Faculty & Staff
Political Theory, Public Law
Areas of Expertise
Political theory, postmodernism, Nietzsche
Dr. Jill E. Hargis has studied the concept of the masses in relationship to democratic theory and practice in 20th century continental political thought, particularly in the work of Martin Heidegger, Friedrich Nietzsche, and Michel Foucault. More recently she is focusing her work on American political thought, including Thomas Jefferson, as well as contemporary environmental political theory.
PhD, University of California, Berkeley
JD, Harvard University
BA, University of Tennessee
Introduction to university and discipline of political science. Skills and resources needed to be life-long learners through the examination of selected topics in political science, including the practice of critical thinking, research skills, and career development strategies.
Selection of and preparation for an internship under faculty supervision. Development of a plan for identifying an internship opportunity related to career goals and conduct a search, apply, and be selected for an appropriate internship. Preparation for how to learn from and apply lessons from the internship shall be covered in meetings with the instructor.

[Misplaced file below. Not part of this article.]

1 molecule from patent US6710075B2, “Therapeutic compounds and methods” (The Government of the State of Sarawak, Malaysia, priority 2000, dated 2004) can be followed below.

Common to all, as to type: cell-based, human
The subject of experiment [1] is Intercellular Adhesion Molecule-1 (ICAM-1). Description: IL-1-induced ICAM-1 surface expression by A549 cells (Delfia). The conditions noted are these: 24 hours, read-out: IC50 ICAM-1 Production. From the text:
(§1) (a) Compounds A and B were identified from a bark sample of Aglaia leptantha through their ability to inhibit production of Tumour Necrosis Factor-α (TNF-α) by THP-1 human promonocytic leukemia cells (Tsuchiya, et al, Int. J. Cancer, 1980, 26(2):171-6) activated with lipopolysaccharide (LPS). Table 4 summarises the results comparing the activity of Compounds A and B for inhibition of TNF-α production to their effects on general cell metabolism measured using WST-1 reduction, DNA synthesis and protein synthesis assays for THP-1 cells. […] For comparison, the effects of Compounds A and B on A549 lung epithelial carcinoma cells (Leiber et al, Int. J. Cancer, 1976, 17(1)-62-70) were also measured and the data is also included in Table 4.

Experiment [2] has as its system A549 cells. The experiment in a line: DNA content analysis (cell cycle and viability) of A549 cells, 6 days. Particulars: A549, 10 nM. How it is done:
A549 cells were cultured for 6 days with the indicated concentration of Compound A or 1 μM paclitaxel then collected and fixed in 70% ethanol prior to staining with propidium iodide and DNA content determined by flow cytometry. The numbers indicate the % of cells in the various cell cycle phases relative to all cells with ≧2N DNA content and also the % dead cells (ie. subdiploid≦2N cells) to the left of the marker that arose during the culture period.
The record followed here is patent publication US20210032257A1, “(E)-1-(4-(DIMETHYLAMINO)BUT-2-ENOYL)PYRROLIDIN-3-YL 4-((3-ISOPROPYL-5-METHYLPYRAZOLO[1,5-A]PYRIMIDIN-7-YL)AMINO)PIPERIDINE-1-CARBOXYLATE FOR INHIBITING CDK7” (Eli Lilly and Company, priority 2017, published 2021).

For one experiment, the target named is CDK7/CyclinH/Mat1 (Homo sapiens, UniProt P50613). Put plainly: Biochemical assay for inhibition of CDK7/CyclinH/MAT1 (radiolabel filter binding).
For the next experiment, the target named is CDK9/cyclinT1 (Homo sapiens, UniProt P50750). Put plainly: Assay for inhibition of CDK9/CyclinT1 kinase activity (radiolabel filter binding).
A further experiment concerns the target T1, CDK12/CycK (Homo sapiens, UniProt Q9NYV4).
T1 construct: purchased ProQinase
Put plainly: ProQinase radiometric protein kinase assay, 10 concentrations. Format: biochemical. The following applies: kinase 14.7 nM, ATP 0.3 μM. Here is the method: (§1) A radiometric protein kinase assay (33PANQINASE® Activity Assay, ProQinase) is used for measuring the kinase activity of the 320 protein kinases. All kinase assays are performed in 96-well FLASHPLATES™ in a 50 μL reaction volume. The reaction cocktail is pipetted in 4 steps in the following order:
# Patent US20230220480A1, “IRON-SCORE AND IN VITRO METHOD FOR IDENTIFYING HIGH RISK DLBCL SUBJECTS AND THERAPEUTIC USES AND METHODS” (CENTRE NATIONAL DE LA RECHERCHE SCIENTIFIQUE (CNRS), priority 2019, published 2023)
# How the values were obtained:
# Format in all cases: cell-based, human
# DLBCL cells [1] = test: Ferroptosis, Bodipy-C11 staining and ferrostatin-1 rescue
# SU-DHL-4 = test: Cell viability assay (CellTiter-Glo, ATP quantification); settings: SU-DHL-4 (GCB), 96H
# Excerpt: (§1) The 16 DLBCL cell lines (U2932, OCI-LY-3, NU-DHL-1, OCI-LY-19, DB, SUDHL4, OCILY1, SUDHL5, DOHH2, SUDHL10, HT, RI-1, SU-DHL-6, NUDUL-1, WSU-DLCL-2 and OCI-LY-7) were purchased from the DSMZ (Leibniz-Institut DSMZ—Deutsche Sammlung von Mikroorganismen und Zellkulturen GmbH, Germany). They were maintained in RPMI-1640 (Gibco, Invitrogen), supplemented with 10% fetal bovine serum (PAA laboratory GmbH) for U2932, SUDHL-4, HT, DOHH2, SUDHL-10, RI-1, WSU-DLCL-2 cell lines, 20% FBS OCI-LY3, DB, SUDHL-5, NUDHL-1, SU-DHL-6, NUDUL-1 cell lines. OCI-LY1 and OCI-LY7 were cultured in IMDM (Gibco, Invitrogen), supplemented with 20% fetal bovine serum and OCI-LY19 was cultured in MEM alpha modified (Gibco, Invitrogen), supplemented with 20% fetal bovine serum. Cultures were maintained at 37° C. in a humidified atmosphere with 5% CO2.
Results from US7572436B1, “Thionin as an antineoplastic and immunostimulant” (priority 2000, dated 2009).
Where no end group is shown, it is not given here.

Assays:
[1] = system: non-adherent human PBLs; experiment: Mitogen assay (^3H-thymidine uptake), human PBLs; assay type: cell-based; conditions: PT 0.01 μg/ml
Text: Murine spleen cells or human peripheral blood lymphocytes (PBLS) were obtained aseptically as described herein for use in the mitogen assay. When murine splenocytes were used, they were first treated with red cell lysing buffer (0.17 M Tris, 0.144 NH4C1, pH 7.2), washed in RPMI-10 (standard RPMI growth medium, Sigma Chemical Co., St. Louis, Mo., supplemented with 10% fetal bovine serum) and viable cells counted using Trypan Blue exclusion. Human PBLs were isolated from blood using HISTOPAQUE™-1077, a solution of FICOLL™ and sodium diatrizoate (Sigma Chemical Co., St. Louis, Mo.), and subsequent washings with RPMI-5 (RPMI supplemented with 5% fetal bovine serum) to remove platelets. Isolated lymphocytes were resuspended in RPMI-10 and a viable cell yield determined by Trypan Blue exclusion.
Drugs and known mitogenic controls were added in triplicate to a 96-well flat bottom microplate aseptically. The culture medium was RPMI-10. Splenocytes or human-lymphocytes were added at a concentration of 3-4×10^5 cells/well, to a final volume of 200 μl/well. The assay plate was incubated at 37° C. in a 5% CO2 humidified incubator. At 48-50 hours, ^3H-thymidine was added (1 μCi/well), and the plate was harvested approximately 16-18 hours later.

Hargis, J. 2016. "Hannah Arendt's turn to the self and environmental responses to climate change paralysis." Environmental Politics, 25(3), 475-493. (Link)
Hargis, J.E. 2013. "Friedrich Nietzsche" in Encyclopedia of Modern Political Thought, eds. Claeys G. and L.T. Sargent. Washington DC: CQ Press. (Link)
Hargis, J.E. 2012. "From Demonization of the Masses to Democratic Practice in the work of Nietzsche, and Foucault." Human Studies, 34(4): 373-392. (Link)
Hargis, J.E. 2010. "(Dis)Embracing the Herd: A Look at Nietzsche’s Shifting Views of the Individual and the People." History of Political Thought, 31(3): 475-507. (Link)
Hargis, J.E. 2007. "Introduction" and co-editor in Histories of Postmodernism, an edited volume, with eds. Bevir, M. and S. Rushing. New York, NY: Routledge Press. (Link)
Hargis, J.E. 2007. "Chapter 3: Escape from the Subject: Heidegger’s Das Man and Being-in-the-world" in Histories of Postmodernism. New York, NY: Routledge Press. (Link)